Please join me in congratulating this year’s recipients: Mr Philip Lowe, Mr Khadim Ali, Brigadier Alison Creagh (Retired) AM CSC, Ms Cassandra Goldie, Mr Rob Hango-Zada, Mr Will On, Laureate Professor Nicholas Talley and Ms Jessie Tu. You can read more about their awards and achievements here.
The diversity of careers our alumni pursue and the heights they achieve continue to impress. The fine example set by this year’s award recipients stands as inspiration for UNSW students, present and future, to have a positive impact in their local community and around the world.
Significant achievements in a breadth of fields
In further recognition of the breadth and depth of talent among our colleagues at UNSW, I extend hearty congratulations to:
- Professor Kelvin Kong from the UNSW Rural Clinical School, who received the 2021 Australian Society for Medical Research (ASMR) Medal. Kelvin is a Worimi man from the Port Stephens region, Australia’s first Indigenous surgeon and a UNSW alumnus. The ASMR medal is awarded annually to an eminent stakeholder in the international medical research community for achievements in raising awareness.
- Dr Orazio Vittorio from UNSW Medicine & Health and the Children’s Cancer Institute, who was named a 2021 NSW Young Tall Poppy by the Australian Institute of Policy and Science (AIPS) for his ground-breaking research and exceptional commitment to increasing science literacy in the community.
- The Mini Solar Team of student engineers, who won the VIP (Vertically Integrated Projects) Consortium Innovation Competition for designing and building a small device that harvests solar energy and can provide a continuous source of power for sensors that can detect the first signs of bushfires. This coin-sized and cost-effective early-warning system could be vital in preventing bushfires’ devastating spread.
UNSW’s national water polo prowess
Last week I attended a training session of the Australian Men’s Water Polo Team at the UNSW Fitness and Aquatic Centre. From the safety of the pool deck, I met the UNSW Athletes who are in the men’s national water polo squad and are hoping to be named in the Australian Olympic Team on Monday 28 June.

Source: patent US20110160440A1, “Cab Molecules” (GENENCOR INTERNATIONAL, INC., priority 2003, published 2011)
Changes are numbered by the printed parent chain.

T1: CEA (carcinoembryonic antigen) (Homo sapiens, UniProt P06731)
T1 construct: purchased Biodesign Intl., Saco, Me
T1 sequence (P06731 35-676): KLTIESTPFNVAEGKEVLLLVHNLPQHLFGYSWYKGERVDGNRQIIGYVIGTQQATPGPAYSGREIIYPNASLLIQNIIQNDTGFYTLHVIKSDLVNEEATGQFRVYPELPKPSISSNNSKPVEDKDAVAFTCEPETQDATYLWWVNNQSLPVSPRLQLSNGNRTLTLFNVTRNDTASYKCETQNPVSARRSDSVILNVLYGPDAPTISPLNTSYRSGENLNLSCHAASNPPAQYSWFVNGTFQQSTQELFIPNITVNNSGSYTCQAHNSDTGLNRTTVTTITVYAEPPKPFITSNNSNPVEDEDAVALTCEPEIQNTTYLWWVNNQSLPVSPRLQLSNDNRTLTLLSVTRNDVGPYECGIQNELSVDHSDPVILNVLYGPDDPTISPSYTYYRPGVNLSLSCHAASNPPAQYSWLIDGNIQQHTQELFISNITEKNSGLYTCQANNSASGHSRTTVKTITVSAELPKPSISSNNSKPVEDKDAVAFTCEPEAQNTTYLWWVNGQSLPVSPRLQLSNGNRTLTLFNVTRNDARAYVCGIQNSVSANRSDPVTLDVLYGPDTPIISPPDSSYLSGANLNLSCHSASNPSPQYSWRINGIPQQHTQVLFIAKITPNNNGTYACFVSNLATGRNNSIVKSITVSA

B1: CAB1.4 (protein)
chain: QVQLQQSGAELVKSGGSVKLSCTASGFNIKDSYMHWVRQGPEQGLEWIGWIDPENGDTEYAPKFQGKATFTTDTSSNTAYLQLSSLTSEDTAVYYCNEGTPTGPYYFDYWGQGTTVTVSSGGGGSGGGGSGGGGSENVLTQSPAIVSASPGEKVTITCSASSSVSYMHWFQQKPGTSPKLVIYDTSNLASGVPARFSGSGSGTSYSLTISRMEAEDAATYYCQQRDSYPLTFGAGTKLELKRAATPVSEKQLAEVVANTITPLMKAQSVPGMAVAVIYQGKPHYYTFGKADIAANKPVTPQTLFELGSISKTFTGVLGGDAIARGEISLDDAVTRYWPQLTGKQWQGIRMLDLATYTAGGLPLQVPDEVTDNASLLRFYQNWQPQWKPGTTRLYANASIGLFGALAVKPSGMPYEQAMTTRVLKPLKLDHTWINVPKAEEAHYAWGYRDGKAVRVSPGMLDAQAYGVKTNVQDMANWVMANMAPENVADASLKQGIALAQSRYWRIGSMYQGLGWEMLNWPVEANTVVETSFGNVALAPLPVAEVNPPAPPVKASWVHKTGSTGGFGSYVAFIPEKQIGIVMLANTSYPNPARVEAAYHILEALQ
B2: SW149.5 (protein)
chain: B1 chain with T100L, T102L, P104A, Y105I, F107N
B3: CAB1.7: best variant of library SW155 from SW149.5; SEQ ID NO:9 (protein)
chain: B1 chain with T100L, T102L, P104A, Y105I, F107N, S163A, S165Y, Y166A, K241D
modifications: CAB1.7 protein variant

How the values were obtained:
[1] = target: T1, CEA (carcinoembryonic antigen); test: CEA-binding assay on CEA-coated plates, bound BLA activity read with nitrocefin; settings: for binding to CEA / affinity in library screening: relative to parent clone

UNSW has three current students, several alumni and former students, and a host of UNSW Wests Water Polo Club members in the men's national squad. I was joined poolside by current students Nathan Power (Master of Commerce), Tim Putt (Science/Business) and Charlie Negus (UPP); former student Andrew Ford; and their UNSW Wests teammates Richie Campbell, Joel Dennerley and Lachlan Hollis. Australian captain and UNSW alumni, Aaron Younger, was in Europe so not at the meeting.
The Australian Women’s Water Polo Team for the Olympics has been announced. UNSW is proud to have Amy Ridge (current Arts/Law student) and UNSW Wests club members Lea Yanitsas and Bronte Halligan in the Olympic Team.
UNSW has a very impressive showing in our national squads. I wish all our athletes well and a fulfilling Olympics campaign. The competition will be fierce but our teams are incredibly well prepared and perhaps they can come home with medals … fingers crossed!
International Universities Climate Alliance Presidents meet
On Thursday I chaired the second annual meetings – two meetings spanning global time zones – of the Presidents or representatives from universities that comprise the International Universities Climate Alliance. Since UNSW established the Climate Alliance in 2020, the membership has grown to 48 of the world’s leading universities in climate research, across 21 countries. Last week’s meetings endorsed the addition of approximately 30 more universities to the alliance.